Today I wanted to bring your attention to some of the challenges we have encountered over the years with application packaging via Intune. 

UonCloud has been managing and deploying applications via Intune for the past couple of years and gained extensive experience doing so, therefore we know what is actually working and what’s not running as smoothly as one would like.

A bit of background: @UonCloud has been offering Intune packaging service and application migrations service from Configuration Manager (SCCM) into the Intune environment since 2013.

Not only have we been delivering this service to many of our clients, but we have also maintained applications within their Intune environment. This has given us a broader perspective on how Intune works for a variety of tasks.

Generally, it may seem, that the transition process from SCCM to Intune SHOULD be easy. And it IS…

…BUT it’s heavily dependent on what you currently have in your environment and how your applications were packaged.

What I mean by that is, that IF all apps were packaged following the best practices, then chances are that everything will indeed run smooth and you will not run into any hiccups while transitioning… BUT if that was not the case, here is what I suggest you do with all your current apps: 

Wrap your packages with PowerShell App Deployment Toolkit!


It adds extra logging that helps you to troubleshoot application deployment issues.

Unfortunately, Intune does not provide the best tools for figuring out why the particular application is failing to install but trust me when I say… there can be MANY reasons. Therefore adding that extra logging would save you a lot of time in finding the root of the problem.

As promised, I want to share some of our biggest challenges/frustrations that we have encountered during application management over Intune:

  • UI Repair in Company Portal.

Unfortunately, there is no visual overview to see what happens when you click the ‘Repair’ button in the Company Portal. Once you install the application for the first time, you have a visual sequence of actions: -> Download files -> Installing app -> Message Success or Fail.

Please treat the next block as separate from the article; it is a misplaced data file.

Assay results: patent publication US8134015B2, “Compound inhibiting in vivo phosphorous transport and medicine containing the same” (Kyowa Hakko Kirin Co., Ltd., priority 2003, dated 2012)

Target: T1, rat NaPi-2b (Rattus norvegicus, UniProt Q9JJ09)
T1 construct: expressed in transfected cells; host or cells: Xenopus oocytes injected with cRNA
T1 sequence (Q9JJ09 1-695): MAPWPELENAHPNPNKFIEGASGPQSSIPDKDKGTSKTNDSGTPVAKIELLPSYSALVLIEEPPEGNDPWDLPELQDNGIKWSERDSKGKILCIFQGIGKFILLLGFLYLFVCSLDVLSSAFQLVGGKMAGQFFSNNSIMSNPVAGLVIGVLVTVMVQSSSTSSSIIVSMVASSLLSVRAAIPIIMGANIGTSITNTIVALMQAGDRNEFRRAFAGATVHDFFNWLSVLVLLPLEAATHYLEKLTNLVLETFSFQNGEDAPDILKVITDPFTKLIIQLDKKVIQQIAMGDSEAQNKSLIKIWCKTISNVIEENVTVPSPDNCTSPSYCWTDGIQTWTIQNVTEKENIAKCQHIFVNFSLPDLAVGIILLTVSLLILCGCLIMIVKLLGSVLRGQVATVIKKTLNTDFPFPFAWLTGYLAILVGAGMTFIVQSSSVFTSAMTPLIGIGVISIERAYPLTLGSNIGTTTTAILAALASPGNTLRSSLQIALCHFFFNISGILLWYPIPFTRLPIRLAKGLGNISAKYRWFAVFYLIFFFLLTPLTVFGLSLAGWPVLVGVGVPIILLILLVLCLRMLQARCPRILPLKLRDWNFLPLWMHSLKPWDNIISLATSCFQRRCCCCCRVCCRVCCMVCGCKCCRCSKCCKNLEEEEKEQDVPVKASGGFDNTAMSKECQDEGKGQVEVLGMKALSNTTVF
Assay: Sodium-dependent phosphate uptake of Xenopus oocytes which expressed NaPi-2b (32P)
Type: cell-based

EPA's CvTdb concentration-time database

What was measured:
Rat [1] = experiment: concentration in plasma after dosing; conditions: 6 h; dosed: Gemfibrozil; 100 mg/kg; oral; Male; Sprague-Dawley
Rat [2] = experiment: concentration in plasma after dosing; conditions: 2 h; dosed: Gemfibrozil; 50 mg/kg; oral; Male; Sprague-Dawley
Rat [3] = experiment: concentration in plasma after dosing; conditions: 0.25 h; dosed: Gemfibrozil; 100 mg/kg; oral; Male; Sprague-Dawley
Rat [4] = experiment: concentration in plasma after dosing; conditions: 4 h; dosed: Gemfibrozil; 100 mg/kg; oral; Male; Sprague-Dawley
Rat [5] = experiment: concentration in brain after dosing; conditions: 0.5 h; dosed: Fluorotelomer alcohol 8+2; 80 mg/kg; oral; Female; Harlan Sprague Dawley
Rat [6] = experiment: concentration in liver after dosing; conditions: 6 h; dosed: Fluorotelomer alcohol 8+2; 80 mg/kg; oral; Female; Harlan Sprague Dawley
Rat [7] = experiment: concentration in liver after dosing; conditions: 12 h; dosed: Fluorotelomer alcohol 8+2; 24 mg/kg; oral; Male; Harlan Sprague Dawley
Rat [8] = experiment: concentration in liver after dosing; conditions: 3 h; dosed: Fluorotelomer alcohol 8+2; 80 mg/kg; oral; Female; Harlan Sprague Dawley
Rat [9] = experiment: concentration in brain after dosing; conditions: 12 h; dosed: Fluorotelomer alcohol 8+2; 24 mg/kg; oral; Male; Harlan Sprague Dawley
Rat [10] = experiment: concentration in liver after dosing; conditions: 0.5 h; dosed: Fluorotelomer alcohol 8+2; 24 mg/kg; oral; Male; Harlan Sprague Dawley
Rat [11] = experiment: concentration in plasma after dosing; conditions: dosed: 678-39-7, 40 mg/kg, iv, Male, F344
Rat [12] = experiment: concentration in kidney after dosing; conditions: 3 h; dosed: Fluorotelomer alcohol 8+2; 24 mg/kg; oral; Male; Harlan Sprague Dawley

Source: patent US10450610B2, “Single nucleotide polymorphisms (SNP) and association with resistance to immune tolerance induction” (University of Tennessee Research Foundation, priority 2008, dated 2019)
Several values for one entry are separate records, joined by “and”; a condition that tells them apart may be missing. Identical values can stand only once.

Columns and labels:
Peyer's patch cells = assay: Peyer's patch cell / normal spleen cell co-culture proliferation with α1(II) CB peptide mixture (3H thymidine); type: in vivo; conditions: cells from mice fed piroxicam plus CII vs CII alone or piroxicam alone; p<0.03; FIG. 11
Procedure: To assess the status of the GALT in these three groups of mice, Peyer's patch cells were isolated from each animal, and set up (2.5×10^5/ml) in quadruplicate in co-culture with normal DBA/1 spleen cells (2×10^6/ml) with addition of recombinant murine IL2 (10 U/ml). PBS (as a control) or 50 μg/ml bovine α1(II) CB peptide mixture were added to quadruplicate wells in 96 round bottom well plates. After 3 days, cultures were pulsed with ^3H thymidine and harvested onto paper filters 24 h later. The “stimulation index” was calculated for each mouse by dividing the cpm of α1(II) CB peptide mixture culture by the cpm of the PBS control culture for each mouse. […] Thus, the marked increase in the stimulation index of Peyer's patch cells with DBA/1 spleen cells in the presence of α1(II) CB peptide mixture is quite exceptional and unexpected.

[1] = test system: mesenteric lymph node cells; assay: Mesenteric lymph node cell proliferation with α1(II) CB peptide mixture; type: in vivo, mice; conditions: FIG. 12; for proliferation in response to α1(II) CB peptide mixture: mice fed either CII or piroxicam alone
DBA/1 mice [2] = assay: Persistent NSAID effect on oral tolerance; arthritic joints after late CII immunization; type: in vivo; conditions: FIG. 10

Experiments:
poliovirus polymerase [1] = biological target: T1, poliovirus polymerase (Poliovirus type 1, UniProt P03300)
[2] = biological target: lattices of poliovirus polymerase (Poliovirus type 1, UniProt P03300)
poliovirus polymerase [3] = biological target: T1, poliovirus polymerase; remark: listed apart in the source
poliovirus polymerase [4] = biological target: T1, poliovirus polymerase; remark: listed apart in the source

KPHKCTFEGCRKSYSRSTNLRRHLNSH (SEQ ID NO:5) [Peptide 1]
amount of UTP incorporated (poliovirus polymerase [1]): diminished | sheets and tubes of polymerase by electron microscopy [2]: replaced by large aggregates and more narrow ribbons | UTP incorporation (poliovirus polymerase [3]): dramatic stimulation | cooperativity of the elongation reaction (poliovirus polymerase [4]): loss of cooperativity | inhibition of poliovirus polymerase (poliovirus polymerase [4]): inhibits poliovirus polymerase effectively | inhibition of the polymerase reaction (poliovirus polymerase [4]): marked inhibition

If the application failed to install and you click the ‘Repair’ button, all you see is NOTHING. 

There is a tinny line-spinner and download notification, but it’s not offering the actual status, on top of it, it ends after some time without notification. All you’re left with is either follow logs or refresh Company Portal every 5 minutes to see if the status of the application will change. This is frustrating.

Intune Challanges 5
  • Installation Cache is Wiped.

This presents a significant problem when you have an advertised shortcut, plus the application requires source files to repair user settings, that already exist in the package. 

Once you run a shortcut that triggers a repair, it searches for source files, but these files are nowhere to be found. That’s because after successful or failed installation the cache of installation source files is wiped. All you can do is try to figure out a custom solution to fix this annoyance.

Intune Challanges 2
  • Application Upload Failed.

This is an issue with larger applications. You receive a successful import message, BUT it hasn’t finished. Once you open that application within Intune portal you see this message:

“Your app is not ready yet. If app content is uploading, wait for it to finish. If app content is not uploading, try creating the app again.” 

Unfortunately, there is nothing you can do to resolve this issue. You cannot access Properties to be able to upload the file again, so all you’re left with is trying to re-import the application again. One thing I noticed is that sometimes this can be triggered by a slow network connection. 

Intune Challanges 1
  • *.intunewil File Corrupt.

This happens from time to time, with both small and large application packages equally. Once you build the *.intunewin file and try to import the app, it fails with the same message as in the example above. 

All you can do is try to re-import the application again but if it still is failing, it means you need to build the *.intunewin file again and try to re-import the application. 

This is what we have been doing to check if the file is corrupt or not: uncompressing the *.intunewin file with the additional tool and trying to extract files from it, if it fails, that means your *.intunewin file was corrupt.

Intune Challanges 4
  • Win32 App Dependencies

This is not necessarily an issue, yet I want to bring this to your attention. You can only map Win32 apps as dependencies to the Win32 app. You will not be able to select LOB or any other types as a dependency. 

Intune Challanges 3

I am hoping this gives you an idea of what challenges you can expect while you migrate to Intune or start deploying apps via Intune.

I hope you found this helpful and feel free to share your discoveries in the comments. 

UonCloud is always happy to help with any questions/assistance you may require.